There are a lot of doomsday predictions out there about IPv4 address running out soon (there is even a countdown page/iphone app etc.). Whether they are true or not (there are ways to delay the inevitable using NAT etc.) we at Name.com know IPv6 is the future. We always strive to be on the cutting edge of the domain registration world so we are announcing full IPv6 support across both our domain registration platform and our DNS platform. What does that mean? It means if you want to support IPv6 on your network, and you are a customer of ours, we have you all covered. 🙂 You can submit IPv6 glue records to the registries, and if you host your domain on our DNS platform, we can support networks that use IPv6 for querying DNS. What does it mean for the geeks in the house? Well read below to get some more in depth details.
What is IPv6
Here is the Wikipedia page about IPv6. Basically it’s the next generation IP addressing technology that provides a MUCH larger address space (2e128 to be exact). Unfortunately, a host/network has to specifically support IPv6 to receive traffic and so some key systems (like the DNS) have to specifically support IPv6 for two IPv6-enabled networks to support it. The nice thing is IPv4 and IPv6 traffic can ride over the same network, so no need to rip out the existing Intertubes, hardware just needs to support it (most newer computers, wirelress routers etc. already do). The are three ways a network can support IPv6 so that two hosts can communicate:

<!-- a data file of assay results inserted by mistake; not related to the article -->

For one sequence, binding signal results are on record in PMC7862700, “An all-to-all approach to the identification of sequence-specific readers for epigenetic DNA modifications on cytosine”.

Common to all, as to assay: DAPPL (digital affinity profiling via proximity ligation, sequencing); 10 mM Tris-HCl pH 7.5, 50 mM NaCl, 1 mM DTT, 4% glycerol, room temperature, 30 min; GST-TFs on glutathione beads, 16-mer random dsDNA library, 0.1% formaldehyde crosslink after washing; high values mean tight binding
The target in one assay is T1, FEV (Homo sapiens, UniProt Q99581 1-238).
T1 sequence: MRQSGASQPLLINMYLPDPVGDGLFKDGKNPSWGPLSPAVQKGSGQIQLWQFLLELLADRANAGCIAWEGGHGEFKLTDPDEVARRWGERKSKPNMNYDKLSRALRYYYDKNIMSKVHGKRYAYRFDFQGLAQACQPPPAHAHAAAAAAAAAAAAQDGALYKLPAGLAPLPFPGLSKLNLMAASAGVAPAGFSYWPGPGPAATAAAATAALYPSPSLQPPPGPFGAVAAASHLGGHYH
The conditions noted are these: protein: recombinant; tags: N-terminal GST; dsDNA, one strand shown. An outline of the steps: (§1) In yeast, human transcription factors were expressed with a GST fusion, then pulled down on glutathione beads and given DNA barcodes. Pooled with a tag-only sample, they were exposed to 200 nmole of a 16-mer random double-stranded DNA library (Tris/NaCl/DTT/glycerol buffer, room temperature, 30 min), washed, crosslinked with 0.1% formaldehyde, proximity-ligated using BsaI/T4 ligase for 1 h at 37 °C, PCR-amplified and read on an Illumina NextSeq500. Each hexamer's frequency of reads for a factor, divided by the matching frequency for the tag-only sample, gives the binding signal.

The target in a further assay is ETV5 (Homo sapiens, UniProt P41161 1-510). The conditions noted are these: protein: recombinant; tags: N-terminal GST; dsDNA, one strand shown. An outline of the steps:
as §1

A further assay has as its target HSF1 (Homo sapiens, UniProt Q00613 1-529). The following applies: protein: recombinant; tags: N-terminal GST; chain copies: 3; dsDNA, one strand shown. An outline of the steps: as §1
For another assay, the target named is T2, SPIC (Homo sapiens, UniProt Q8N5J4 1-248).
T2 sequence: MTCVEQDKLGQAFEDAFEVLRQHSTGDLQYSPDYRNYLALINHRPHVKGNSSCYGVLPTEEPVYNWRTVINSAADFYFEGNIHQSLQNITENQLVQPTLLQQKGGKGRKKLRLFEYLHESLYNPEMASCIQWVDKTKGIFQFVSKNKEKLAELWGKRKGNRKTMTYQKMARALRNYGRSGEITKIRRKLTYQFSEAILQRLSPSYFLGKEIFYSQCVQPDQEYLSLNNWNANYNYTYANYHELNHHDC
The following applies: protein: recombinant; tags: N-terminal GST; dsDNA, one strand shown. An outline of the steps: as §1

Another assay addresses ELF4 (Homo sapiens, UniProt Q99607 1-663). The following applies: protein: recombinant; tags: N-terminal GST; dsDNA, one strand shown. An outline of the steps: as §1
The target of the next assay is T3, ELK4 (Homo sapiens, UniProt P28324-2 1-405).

|1. Not at all/IPv4 only
||The network can only send traffic over IPv4
|2. Split IPv4/IPv6
||If a source host wants to send traffic to a destination host, and both hosts support IPv6, the traffic is sent over IPv6. If only one or none of the two hosts support IPv6, the traffic must be sent over IPv4
|3. IPv6 only (VERY RARE)
||The two hosts only support IPv6
Domain Registration/Glue Record Support
To support #2 above, the DNS has a special record type called a quad-A record (AAAA). It provides the IPv6 address of a hostname (similar to how an “A” record gives the IPv4 record for a hostname). An example:
Here is the IPv4 address for ns1.name.com
$ dig ns1.name.com a
ns1.name.com. 172800 IN A 220.127.116.11
Here is the IPv6 address for ns1.name.com
$ dig ns1.name.com aaaa
ns1.name.com. 172800 IN AAAA 2607:f0d0:1002:95::2
You can see the same hostname has two different IP addresses. What generally happens is a host that is enabled for IPv6 and IPv4 that wants to communicate with another host will first look up it’s AAAA record to see if the destination host also supports IPv6. If there is no answer for the AAAA record (meaning the destination host doesn’t want to or can’t speak IPv6) the sending host then looks up the A record and sends the traffic over normal IPv4. Name.com now allows a domain registered on our platform to submit IPv6 glue records to the various registries. This means if a customer hosts their own DNS, and their DNS servers support IPv6, they can submit those glue record entries to the registry.
If a customer hosts their DNS on our platform, previously they could not support a recursive DNS server asking for the DNS information for their domain over IPv6 (remember recursive DNS servers ask the questions, authoritative DNS servers answer those questions – read more here at Wikipedia about DNS). We now fully support IPv6 transport to both ns1 and ns3.name.com, so if an end user of one our customer domains is on IPv6 only, or IPv4/IPv6 combo networks, that network can get the customer’s DNS information over IPv6.
Are that many people using IPv6?
Not a ton – BUT usage is growing steadily, and like other things (DNSSEC for example – a post will be coming shortly about this) – eventually a critical mass will be reached and a registrar MUST support it at that time. We just want to be ahead of the curve. 🙂
Why did we do this?
Because we want to be the coolest and most innovative registrar on the planet. Cheers!